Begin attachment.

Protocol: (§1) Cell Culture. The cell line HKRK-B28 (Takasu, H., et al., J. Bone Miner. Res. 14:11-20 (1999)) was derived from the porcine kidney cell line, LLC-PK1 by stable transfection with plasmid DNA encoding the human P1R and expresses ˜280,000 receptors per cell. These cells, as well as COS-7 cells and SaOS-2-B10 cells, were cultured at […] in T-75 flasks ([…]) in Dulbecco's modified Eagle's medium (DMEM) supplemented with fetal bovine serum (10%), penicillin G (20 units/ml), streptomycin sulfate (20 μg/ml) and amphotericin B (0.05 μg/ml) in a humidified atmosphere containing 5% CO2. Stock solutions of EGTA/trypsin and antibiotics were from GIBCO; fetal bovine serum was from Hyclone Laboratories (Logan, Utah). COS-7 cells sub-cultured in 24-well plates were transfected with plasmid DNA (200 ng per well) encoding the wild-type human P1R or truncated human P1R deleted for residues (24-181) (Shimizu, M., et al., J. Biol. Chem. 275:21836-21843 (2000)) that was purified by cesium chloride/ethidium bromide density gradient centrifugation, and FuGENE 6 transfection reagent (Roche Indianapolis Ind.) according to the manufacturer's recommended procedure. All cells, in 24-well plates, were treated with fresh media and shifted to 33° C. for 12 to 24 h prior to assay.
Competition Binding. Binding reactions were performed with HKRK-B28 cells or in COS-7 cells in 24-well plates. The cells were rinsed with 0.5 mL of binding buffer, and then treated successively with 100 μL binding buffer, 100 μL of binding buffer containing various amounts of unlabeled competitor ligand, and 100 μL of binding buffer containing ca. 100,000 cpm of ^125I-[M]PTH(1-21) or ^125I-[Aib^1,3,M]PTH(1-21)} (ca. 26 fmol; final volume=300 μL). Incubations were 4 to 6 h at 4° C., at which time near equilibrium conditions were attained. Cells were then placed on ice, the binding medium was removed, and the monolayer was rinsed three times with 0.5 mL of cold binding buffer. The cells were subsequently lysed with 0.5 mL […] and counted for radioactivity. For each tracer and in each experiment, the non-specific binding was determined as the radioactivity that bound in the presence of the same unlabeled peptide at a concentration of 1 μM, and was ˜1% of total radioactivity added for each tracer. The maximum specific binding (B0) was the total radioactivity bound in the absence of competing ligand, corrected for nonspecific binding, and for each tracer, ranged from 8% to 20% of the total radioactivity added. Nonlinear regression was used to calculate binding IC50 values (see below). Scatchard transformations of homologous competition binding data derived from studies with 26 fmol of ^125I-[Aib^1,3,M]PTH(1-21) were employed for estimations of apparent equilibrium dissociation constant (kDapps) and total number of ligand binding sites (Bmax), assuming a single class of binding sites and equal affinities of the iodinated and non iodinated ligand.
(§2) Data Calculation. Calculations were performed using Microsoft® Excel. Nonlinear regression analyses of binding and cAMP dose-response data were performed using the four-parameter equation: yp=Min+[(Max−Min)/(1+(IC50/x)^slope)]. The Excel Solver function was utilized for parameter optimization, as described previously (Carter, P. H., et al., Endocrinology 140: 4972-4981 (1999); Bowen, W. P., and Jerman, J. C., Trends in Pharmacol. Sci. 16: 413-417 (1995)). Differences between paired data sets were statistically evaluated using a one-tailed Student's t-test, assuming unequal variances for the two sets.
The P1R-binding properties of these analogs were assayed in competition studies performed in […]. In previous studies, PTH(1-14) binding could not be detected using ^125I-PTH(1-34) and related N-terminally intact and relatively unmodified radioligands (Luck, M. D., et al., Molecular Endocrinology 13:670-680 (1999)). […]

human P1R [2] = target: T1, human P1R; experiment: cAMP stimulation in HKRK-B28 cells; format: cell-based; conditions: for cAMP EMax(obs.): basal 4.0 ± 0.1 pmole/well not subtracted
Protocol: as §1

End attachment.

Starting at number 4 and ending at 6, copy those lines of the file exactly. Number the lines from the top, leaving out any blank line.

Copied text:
The P1R-binding properties of these analogs were assayed in competition studies performed in […]. In previous studies, PTH(1-14) binding could not be detected using ^125I-PTH(1-34) and related N-terminally intact and relatively unmodified radioligands (Luck, M. D., et al., Molecular Endocrinology 13:670-680 (1999)). […]

human P1R [2] = target: T1, human P1R; experiment: cAMP stimulation in HKRK-B28 cells; format: cell-based; conditions: for cAMP EMax(obs.): basal 4.0 ± 0.1 pmole/well not subtracted
Protocol: as §1